2. Bread is cheap and good -- that can make it easy to eat simply at home.
3. The markets are usually a good deal
4. Grocery stores can be expensive if you try to shop like an American
5. The prix fixe options are usually a good deal.
You've got great options near you -- mariage freres for tea, falafel on rue de rossiers, crepes at breizh cafe, pastries from au levain bakery on rue de Beaumarchais...
I am a huge foodie and just got back from Paris - with lots of money in the bank! We got an apartment and would have a couple of croissants and a bottle of sparkling wine before we set out in the morning. The croissants were probably $3 and a very agreeable bottle of wine 2.60 euros (about $3.50). Then we'd walk and stop in cafes for little snacks and, as we were in Montmartre, found plenty of cafes with specials for dinner around 12 euros ($15/16 bucks) for dinner. If you have an apartment you will be amazed at how cheap things are (pate around $3 and a huge wheel of Camembert for $5) Wine prices, as I said are unbelievably low.
OK I will bite. Wine for breakfast? And wine at only €2.60 a bottle, sparkling or not is astounding. What was it? I can't imagine anything being drinkable at this price, but I am very happy to be educated.
I like the idea of the €12 meal but without any more details it is really tricky to know if it is any good. What did you eat? Why was it good? How did it compare? Montmartre is a renowned tourist trap area with some very very dodgy cheap food, unless you are extremely lucky or follow the targeted advice on this board the chances are that even low priced food at €12 will not be good value for money. I also wonder how good the "huge wheel of camembert" is at €5, is it good compared to where you come from or is it good relative to the standards of France - there is a lot of industrial French cheese which is a pale imitation of what it should be.
Thrirty eight years in Paris and I still have no idea how not to go bankrupt. Can't help here, sorry.
There's a large Monop. on Rue St. Antoine but it is down one flight so don't be confused when you see only clothing and pharmacy items. Also a G20, right near the metro. Becquerel, the boucherie has decent chickens and sides ( ask for a chicken that's just barely done if you plan to reheat the chicken). Several decent bakeries, two very good cheese shops, and Israel Epicerie du Monde just up the street on Rue Francois Miron where you can get all sorts of dried fruits, nuts, etc. Plenty of decent inexpensive places in the neighb that won't break the bank. Tartine on Saint Antoine has very reliable simple food and almost always crowded. Ditto Fou de L'isle on Rue Des Deux Ponts on the Ile St. Louis. Many falafel options nearby. Marché Badauyer is twice a week just down the block as well and smaller by far then Richard Lenoire but with several very good purveyors, and to date my favorite chicken guy ( go for the potatoes cooked down below as well). Cafe Louis-Philipe, just opposite the pont is lively and reasonable. None of these places are going to rock your palate but save up your sou for the many places recommended on this board. And if you can stand a little fresh air first thing in the morning pop out for a fresh baguette or croissant to have back home with good butter, coffee or tea.... a fresh baguette is truly a thing of beauty. There are also nearly 100 yogurts to choose from, my fave being the Fermiere served in the iconic terra cotta cups that you will then begin to notice everywhere... pencil cups at the hotel desk, sugar packet container, mustard packet holder, and even in some very good places (La Gagne- should be on yr short list for lunch) re-purposed for creme caramel or pot de creme. With so much good food around you, and so much time, I've no doubt you'll figure it all out pretty quickly. Bon voyage.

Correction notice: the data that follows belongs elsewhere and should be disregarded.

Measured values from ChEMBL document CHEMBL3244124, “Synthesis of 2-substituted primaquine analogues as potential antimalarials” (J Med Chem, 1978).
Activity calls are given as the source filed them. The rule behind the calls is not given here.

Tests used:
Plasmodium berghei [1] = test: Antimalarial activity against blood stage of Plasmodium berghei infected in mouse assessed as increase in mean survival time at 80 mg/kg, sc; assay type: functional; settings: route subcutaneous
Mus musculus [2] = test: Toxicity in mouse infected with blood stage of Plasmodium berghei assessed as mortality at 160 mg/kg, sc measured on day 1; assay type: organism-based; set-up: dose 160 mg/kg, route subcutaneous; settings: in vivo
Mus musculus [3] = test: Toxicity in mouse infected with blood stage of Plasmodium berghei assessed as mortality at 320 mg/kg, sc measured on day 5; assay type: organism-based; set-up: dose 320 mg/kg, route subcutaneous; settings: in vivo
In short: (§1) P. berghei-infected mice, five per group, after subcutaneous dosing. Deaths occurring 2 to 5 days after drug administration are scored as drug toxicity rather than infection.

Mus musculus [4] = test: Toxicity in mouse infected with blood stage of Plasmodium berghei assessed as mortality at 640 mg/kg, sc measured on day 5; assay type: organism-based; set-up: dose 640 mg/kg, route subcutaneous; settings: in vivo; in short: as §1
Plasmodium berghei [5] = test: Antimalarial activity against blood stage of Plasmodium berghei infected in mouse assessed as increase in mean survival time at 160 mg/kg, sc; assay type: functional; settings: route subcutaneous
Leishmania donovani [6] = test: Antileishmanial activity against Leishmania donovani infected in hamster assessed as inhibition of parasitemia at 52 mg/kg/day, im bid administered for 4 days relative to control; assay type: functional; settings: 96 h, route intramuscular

I second le Gaigne. Gman, is that what you meant by "La Gagne"? Excuse me for being a spelling stickler. With the correct spelling, one can find a lot more references, and other hounds won't be looking all over Paris for a mysterious good bistro named La Gagne. :-)
"he iconic terra cotta cups that you will then begin to notice everywhere"
Those grès jars are wonderful. My study and my kitchen are overflowing with them...
hi...i lived in Paris for several months in 2010 and i found it to be cheaper than NYC...this is partly because i like drinking wine and it was a wonderful to be able to get a decent glass of Sancerre or Morgon at a cafe for half the price of what it'd be in NYC...
In addition to the wise comments above (lunch for big/more-expensive meal of the day, cooking and shopping at local markets, etc), i'll add the following:
-- try some of the yummy non-French cuisine too...there are a couple wonderful Lao/Isaan/Thai places in Chinatown...as well as Sri Lankan, Moroccan, African, etc...i especially love a reasonably-priced Senegalese place in the 11th called Le Manguier...
-- picnics...one of my fav meals of last summer was a picnic by Canal St. Martin: some leftover merguez and veggies (from dinner at Le Souk the previous night), French bread, boiled eggs, some chocolate...
-- there's a little wine bar on the SE corner of St.Paul that i like (forget the name)...pleasant for salads and Brouilly and people watching...also nearby is famous wine/snack bar Au Petit Fer a Cheval...
This is amazing information! Thank you so very much! I can't wait to get there and start exploring these places, but sometimes fear of the unknown makes one risk averse to try a new place. I appreciate all of the handy tips!